North Korea Facing 'Strongest Ever' Sanctions From U.N.

North Korean leader Kim Jong Un guides Korean People's Army military drills in this undated photo released by North Korea's Korean Central News Agency in Pyongyang on February 21. The United Nations Security Council is set to vote on new sanctions against the country on Tuesday. KCNA/Reuters

The United Nations Security Council is set to vote on new sanctions against North Korea on Tuesday, in a reaction to the country's test of a nuclear bomb and its launch of a satellite into orbit earlier this year.

The Security Council plans to vote on the resolution on Tuesday during a meeting that begins at 3 p.m. ET, an official at the United States mission to the U.N. told Reuters. U.S. Ambassador to the U.N. Samantha Power said last week that if the resolution is approved, "it would break new ground and represent the strongest set of sanctions imposed by the Security Council in more than two decades."

ICYMI: US proposed a UNSC resolution on #DPRK that would be the strongest set of sanctions imposed by UNSC in 20 yrs

— U.S. Mission to the UN (@USUN) February 29, 2016

The U.S. and China agreed last week on a draft resolution that expanded the scope of sanctions against the hermit kingdom. Under the resolution's terms, for the first time ever all cargo going in or coming out of North Korea will need to be checked for illicit goods, Power said. Previously, cargo would be checked only if there was reasonable suspicion of illicit goods. Also for the first time, all small arms and other conventional weapons would be banned from being sold to North Korea.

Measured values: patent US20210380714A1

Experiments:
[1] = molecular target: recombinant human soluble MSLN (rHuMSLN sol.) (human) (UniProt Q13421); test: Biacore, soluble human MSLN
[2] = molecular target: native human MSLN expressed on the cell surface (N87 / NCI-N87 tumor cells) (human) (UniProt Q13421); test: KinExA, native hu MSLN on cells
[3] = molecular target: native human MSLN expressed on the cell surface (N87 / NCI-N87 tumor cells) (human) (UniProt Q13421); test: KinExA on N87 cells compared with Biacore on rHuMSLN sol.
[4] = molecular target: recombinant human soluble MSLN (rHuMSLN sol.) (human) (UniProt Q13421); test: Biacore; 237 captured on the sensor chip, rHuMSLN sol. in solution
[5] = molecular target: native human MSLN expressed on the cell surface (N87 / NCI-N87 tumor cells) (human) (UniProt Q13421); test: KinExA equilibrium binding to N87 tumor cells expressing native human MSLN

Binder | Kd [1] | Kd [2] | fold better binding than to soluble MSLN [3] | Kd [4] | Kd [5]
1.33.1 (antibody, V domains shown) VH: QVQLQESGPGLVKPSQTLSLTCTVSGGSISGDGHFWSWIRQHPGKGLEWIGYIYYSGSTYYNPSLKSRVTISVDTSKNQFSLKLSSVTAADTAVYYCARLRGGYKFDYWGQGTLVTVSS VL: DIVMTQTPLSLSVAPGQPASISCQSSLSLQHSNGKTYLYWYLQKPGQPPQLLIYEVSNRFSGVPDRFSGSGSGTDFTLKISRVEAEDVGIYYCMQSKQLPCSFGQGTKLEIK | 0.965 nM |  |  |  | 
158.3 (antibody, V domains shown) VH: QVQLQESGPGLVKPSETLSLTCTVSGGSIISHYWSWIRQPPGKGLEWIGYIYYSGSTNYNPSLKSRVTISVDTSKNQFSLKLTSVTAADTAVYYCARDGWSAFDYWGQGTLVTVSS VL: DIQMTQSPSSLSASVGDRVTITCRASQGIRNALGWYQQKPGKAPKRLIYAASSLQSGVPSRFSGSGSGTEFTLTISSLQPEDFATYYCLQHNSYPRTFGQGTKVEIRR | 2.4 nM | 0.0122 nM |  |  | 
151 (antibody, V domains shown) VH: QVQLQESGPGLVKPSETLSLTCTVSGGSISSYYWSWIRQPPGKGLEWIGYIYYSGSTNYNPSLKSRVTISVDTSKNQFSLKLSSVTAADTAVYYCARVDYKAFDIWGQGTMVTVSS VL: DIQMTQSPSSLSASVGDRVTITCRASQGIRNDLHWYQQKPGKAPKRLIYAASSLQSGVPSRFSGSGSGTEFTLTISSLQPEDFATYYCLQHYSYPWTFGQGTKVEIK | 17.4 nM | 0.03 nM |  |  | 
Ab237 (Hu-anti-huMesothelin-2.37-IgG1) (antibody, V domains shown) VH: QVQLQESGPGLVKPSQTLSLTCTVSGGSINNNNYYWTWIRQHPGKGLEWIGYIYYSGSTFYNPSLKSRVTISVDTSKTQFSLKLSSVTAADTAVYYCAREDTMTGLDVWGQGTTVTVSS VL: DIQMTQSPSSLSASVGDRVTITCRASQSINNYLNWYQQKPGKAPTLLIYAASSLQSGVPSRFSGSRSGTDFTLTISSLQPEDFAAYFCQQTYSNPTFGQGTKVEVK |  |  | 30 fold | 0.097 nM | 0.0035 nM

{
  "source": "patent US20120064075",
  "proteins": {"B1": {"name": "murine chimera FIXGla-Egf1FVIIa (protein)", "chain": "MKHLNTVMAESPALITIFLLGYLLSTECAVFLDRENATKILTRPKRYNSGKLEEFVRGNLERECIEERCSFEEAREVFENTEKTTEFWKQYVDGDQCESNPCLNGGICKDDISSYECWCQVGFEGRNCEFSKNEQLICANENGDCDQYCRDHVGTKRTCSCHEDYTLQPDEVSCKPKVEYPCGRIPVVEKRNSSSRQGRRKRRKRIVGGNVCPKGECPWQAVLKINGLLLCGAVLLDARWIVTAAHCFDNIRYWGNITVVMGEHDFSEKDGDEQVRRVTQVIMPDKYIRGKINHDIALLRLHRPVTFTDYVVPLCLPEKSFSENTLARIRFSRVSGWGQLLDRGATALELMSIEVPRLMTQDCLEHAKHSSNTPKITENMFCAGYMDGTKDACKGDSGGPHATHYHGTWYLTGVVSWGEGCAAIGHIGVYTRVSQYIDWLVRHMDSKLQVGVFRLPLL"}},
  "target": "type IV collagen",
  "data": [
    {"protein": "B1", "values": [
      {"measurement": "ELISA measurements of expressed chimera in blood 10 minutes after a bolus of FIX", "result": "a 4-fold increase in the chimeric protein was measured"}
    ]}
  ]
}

The resolution includes financial sanctions targeting banks and assets, and it would ban the sale of nuclear items to North Korea. The resolution would also impose sanctions limiting or banning exports of coal, iron, gold, titanium and rare earth minerals from the country, and would ban the sale of aviation fuel, including rocket fuel, to the country.

North Korea has been under U.N. sanctions since 2006.

"The world will not accept your proliferation," Power said last week. "There will be consequences for your actions. We will work relentlessly and collectively to stop your nuclear programs."

North Korea confirmed in January that it successfully tested a hydrogen nuclear device, shortly after a magnitude 5.1 earthquake was recorded near Sungjibaegam, a known nuclear testing location. A month later, the reclusive country launched a rocket into space—although U.S. officials said the instrument was incapable of functioning correctly. It's widely believed the rocket launch was actually a ballistic missile test in disguise.

Otto Warmbier, a 21-year-old University of Virginia student who was arrested in North Korea in January, spoke on Monday at a press conference, where he confessed to stealing a political propaganda sign from a hotel. It is not clear if he was coerced into speaking or if he wrote the statement from which he read. Warmbier cried and begged for his release during the conference, saying he made "the worst mistake of my life."